Information about seed packets and plant tags

Does it seem counterintuitive to be talking about planting as summer winds down and fall gets started in earnest?

The fact is that fall is the second garden season. Now is the time to plant garlic, perennials, fall bulbs, trees, shrubs and a whole list of flower seeds that like to overwinter in the cold and get an early start next spring.

Seed packages — Seed packages are a great source of information for the novice gardener. They will usually tell you when to plant, the number of days to germination, the depth to sow the seeds, plant spacing, growing height and whether the seed is an annual, biannual or a perennial. Planting time is often expressed as a time determined in relation to the average last frost days in the spring or before the first frost in the fall. The package may add thinning instructions, especially for tiny seeds or root vegetables.

Some seed packages will give you a best-before date, but this doesn’t mean that all the seeds in the package have expired after the date listed — simply that beyond that date not as many will germinate. The packet may also provide you with a guaranteed germination rate, if seeds are planted by the best-before date.

There is often information about seed storage, soil and watering, as well as a harvesting schedule for vegetables.

Some seed packets will tell you if the seeds are a cultivar or a heritage seed. Many cultivars will not come true to the parent if planted from saved seeds. Heritage seeds often produce more flavourful fruit (as in tomatoes) and will come true if you save the seeds.

“Organic” simply means that the seed has not been treated with any substances, such as preservative coatings, outside the rules for the organic label.

Plant tags — Plant tags have become an instrument of confusion to many buyers. Do you know what PPAF stands for? Does it matter? And how can you tell if a given plant will produce viable seed? If it does, can you actually use that seed?

Plant tags, aside from providing information about growing conditions, often devote space to identifying plant patents and the hybridizer’s rights to propagation.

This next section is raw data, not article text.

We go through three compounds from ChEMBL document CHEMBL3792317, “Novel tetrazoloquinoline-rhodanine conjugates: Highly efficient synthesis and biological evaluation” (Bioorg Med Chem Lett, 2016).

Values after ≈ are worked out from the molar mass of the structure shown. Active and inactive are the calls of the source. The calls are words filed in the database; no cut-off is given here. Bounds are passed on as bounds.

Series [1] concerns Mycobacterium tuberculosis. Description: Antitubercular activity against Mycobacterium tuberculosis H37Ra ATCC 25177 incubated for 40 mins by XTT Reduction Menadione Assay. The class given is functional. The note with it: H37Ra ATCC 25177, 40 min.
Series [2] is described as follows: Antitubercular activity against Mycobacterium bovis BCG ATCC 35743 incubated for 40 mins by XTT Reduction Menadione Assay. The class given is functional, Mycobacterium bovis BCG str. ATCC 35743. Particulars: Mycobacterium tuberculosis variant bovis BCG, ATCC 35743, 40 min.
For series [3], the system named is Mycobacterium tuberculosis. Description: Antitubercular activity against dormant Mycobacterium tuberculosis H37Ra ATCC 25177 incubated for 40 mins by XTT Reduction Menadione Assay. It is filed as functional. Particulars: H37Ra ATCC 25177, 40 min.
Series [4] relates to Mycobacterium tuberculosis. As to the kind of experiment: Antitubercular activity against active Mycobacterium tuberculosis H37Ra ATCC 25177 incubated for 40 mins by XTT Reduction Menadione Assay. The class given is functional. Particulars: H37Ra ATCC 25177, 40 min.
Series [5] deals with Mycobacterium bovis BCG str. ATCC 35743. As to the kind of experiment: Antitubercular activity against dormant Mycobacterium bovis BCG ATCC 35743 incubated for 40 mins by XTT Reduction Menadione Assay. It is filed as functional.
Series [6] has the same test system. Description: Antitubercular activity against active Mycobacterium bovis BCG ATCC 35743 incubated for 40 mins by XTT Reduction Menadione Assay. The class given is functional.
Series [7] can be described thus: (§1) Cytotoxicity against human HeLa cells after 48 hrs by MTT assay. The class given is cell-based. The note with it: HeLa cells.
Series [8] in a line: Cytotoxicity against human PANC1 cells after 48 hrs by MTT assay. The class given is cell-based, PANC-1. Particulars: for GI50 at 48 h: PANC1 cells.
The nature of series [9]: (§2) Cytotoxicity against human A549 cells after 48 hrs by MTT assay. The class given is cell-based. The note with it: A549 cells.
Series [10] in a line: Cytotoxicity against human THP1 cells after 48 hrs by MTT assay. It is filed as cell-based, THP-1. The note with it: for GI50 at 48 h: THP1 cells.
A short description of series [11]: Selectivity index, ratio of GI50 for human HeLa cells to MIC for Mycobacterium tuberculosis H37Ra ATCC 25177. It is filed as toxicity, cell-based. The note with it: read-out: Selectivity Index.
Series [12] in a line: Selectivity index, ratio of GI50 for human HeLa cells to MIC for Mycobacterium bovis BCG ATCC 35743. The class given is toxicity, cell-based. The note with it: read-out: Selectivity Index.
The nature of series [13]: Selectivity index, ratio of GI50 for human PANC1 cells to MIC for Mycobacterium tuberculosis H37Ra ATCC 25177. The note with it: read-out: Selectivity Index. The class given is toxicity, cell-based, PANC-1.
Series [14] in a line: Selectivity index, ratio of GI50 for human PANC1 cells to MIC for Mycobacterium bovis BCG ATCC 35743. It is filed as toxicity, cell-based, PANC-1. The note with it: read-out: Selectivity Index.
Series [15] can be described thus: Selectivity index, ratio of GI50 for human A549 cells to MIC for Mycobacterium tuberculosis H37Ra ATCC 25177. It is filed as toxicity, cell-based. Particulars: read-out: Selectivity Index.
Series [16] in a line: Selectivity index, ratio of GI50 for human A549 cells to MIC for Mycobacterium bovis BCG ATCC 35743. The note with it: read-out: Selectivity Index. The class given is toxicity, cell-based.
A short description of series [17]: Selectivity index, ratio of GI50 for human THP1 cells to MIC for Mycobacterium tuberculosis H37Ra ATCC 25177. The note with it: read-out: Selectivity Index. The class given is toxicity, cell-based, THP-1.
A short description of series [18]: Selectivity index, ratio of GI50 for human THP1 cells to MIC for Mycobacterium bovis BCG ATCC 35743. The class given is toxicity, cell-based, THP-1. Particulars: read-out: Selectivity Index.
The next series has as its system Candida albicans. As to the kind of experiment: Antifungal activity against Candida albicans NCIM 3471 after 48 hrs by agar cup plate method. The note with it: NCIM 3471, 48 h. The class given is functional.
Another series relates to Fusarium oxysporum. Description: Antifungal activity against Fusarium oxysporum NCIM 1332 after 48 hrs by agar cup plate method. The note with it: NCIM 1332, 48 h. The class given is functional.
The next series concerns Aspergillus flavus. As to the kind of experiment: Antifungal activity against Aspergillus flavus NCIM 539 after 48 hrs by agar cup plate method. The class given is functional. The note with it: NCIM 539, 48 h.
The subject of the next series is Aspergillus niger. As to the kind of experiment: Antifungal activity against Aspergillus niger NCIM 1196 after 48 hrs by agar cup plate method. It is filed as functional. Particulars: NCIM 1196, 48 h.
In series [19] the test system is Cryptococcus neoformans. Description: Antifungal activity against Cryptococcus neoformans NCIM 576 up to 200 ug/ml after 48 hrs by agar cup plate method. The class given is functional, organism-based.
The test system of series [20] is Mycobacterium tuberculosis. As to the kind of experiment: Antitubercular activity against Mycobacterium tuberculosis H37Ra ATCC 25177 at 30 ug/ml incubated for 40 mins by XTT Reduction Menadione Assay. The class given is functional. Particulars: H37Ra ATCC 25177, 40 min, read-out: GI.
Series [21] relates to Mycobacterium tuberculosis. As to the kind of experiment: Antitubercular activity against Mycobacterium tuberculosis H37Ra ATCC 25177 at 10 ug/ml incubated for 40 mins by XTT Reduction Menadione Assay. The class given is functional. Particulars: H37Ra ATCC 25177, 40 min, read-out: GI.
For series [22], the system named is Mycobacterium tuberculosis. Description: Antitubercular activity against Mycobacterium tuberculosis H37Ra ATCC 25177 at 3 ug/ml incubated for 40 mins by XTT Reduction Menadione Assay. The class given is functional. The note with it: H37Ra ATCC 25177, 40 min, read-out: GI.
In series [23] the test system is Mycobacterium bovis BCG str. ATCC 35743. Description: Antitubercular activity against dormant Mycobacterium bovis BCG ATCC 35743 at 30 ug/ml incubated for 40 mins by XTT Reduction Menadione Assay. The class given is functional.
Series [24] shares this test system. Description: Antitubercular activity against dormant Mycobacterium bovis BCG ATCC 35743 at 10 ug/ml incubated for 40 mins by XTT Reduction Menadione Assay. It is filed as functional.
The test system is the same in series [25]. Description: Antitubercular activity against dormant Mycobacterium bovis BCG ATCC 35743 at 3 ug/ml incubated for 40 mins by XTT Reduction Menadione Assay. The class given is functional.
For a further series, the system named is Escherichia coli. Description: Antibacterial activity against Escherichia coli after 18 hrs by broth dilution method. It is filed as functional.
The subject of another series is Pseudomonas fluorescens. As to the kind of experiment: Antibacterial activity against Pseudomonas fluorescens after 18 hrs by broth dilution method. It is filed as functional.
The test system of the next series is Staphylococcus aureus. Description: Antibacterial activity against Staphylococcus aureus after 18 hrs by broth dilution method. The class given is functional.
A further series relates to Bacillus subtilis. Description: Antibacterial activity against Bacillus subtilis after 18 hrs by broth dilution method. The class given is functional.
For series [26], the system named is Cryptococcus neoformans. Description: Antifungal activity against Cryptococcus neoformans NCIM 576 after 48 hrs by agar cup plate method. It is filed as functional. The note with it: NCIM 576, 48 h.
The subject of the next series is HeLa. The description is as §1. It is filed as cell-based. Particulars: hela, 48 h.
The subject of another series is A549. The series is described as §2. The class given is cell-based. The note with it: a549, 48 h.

PPAF stands for Plant Patent Applied For, and once the plant has been patented, these letters will be replaced by the patent number itself. Sometimes patented plants will be followed by the words, “Propagation strictly prohibited,” meaning that taking cuttings to start new plants is a no-no, although the main concern is to prevent commercial growers from doing this.

A plant name followed by a circled “r” or the letters “tm” mean registered or trademark. This refers only to the right to use the name of the plant. “Registered” does not have the same legal weight as “Trademark.”

If the plant is a hybrid, this will usually be indicated on the tag. It should be noted that many hybrids are sterile and cannot be propagated from seed or, if seed is collected, then the next plant will not come true to the original.

One unreliable bit of information on plant tags is the light requirement. This is because the information is dependent on where the plant was “trialled” (tested by growing) and under what light conditions. If the plant trials took place in a climate similar to yours, no problem.

But what if the plant was trialled in a cloudy or temperate part of the continent and where you live is in hot, bright sunshine? The light requirements may vary greatly, so the final arbiter of the information has to be you and your keen eye. If a plant marked “sun” is frying in the midday sun, move it to a partially shaded location.

Note that many Canadian plants are trialled in Michigan, or even on the British Columbia coast, where the sky is often overcast. Always take your plant tag information with a grain of salt.

Another bit of advice you might want to use only as a guideline is the plant spacing information. This usually occurs as advice that says something like “space 12 inches apart.”

Use this as a guideline, but remember that your own garden conditions may be different from those ideal conditions where the plant was trialled. You may want to space a little closer or further apart depending on your local circumstances and how you want your garden to look.

Spread information is more reliable as it tells you how wide the plant will grow and you can decide on the spacing yourself. 

Finally, every grower seems to use a different system of symbols to communicate plant uses and culture, but generally a pair of scissors indicates a cutting flower; the sun, half sun or black sun indicates the amount of light required; and a vessel of water shows how much moisture the plant requires.